Tour of the Port of Hamburg

Schiff IconThe port is a highlight not only for tourists, but also for many Hamburg residents. The Elbe, canals, harbor basins, ships of all sizes, cranes, terminals and much more inspire again and again. A Greet at the port is a guided tour of a special kind.
For centuries, Hamburg has been Germany’s largest seaport and thus its gateway to the world. In Europe, it ranks third after Rotterdam and Antwerp. After Duisburg, it is also the second largest inland port in Germany. Without the port, Hamburg’s rise to become a major global trading city would not have been possible. Just about every cell phone or piece of clothing purchased in Germany has come into the country by container ship. 75% of all bananas eaten in Germany have been imported via the Port of Hamburg. Three-quarters of the green coffee imported into Germany is also landed at the Hamburg port.
The port is to thank for Hamburg’s transformation from a pure trading city to Germany’s largest industrial location, because the short route from the port to the factory eliminates expensive land transport.
Talking about cheap sea transport: the shipping costs of a cell phone from China to Hamburg amount to about one eurocent.


Through the Old Elbe Tunnel into the Port of Hamburg

Our greeter Peter met us on time at the agreed meeting point. We had already received the first tip to park free of charge near the harbour. By bike we explored Hamburg's Hafencity, the Warehouse...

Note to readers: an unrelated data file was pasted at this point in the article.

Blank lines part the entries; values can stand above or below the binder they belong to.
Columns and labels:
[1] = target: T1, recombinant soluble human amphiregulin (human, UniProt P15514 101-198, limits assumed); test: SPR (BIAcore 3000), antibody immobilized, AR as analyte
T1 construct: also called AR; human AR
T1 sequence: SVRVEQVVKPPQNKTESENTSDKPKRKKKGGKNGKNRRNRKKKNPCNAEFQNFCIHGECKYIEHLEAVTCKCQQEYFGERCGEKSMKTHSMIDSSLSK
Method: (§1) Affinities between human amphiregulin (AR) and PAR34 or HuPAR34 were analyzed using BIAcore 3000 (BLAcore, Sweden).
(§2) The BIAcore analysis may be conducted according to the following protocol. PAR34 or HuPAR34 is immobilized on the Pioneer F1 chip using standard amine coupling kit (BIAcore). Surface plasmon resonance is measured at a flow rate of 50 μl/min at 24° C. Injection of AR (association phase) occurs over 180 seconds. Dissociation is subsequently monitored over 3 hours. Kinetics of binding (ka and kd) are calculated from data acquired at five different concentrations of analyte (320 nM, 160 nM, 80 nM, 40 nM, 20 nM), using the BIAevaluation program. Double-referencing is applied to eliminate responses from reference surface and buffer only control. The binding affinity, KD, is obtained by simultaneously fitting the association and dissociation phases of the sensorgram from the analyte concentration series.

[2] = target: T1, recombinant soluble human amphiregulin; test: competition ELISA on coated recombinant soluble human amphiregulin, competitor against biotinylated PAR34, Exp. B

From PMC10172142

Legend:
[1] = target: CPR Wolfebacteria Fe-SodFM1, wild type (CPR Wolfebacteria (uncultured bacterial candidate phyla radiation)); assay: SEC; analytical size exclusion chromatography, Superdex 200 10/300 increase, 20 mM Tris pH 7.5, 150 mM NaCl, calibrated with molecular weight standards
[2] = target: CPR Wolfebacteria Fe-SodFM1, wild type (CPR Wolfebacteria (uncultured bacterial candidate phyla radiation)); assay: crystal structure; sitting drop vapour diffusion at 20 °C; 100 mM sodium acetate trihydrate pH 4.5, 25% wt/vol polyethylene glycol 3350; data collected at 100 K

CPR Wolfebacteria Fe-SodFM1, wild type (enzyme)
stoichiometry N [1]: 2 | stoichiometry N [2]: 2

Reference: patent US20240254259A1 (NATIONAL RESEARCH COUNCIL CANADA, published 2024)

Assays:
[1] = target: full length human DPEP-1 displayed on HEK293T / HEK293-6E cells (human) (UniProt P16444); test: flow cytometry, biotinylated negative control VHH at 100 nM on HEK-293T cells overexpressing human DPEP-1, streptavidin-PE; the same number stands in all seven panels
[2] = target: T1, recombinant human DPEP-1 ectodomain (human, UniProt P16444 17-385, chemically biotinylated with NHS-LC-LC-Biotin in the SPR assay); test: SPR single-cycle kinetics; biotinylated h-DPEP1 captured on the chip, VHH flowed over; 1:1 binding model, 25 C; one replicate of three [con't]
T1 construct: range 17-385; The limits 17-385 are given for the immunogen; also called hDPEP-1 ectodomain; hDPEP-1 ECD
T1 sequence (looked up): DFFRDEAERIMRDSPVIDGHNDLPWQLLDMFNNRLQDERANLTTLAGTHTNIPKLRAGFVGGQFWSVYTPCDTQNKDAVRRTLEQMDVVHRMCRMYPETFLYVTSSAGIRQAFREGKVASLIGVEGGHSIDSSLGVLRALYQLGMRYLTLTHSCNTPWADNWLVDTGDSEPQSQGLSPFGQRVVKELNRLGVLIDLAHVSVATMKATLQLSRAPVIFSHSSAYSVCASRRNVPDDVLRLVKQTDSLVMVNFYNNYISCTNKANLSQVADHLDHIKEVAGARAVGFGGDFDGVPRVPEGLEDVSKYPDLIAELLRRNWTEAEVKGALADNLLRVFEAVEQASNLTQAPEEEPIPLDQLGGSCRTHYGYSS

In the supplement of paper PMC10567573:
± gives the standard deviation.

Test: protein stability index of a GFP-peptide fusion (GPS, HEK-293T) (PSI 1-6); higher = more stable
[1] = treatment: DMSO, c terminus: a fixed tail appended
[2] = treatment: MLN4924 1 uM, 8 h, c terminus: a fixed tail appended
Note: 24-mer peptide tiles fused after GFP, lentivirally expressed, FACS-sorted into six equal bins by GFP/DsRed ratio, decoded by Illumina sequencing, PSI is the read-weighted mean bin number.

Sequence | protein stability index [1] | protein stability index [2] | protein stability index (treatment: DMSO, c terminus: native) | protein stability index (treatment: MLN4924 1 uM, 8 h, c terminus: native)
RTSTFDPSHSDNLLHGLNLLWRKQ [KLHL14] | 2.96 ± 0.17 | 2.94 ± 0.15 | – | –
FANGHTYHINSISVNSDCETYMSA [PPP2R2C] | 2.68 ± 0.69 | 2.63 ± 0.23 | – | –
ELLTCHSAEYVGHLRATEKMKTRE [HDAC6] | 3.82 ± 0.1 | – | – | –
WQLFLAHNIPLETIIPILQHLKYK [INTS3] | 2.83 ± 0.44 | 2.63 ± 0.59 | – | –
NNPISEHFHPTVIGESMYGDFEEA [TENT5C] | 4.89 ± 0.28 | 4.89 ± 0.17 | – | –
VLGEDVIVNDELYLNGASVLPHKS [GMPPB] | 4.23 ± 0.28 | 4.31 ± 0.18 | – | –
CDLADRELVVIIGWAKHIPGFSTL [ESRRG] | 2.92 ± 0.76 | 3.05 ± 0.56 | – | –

St. Pauli, harbour and Warehouse district

Five of us went on a great tour with our two greeters Silke and Ulli from our hotel in St. Pauli across the harbour and through the Warehouse district. The two of them took a lot of time for us and...

A great experience – Hamburg and its port

We had a great time cycling with our Greeter Thomas. He gave us great tips on renting city bikes and lots of insider information about the port of Hamburg. It was a very nice cycling trip across...

Totally personal voyage of discovery with the Hamburg Greeters

Hafen Hamburg - Document - Foto: Staatsarchiv Hamburg

Port birthday

The first port of Hamburg was not located on the Elbe River, but at the confluence of the Alster and Bille rivers, two tributaries of the Elbe. The settlement there was called “Hammaburg”.

When exactly Hamburg was founded is not known to this day. We therefore do not celebrate a city anniversary, but the “Hafengeburtstag”: always on May 7. The basis is a document, dated May 7, 1189 in Neuburg on the Danube.

In it, Emperor Frederick Barbarossa assures the Hamburgers, represented by their then sovereign Count Adolf III of Schauenburg and Holstein, several privileges in a “charter”, such as freedom of customs on the Elbe down to the North Sea. No castles were allowed to be built within a radius of 2 miles (about 15 kilometers), fishing rights in the Elbe were assured and so-called “stacking rights” were granted. And the people of Hamburg were exempted from military service for the emperor.

The only stupid thing about it was that the document got lost by the count on his way back from the meeting with the emperor. But of course, the people of Hamburg believed the information of their sovereign … but to be on the safe side, they allegedly issued the charter to themselves again about 60 years later. It is possible that some of the privileges were accidentally added to the document. Who wants to prove the opposite?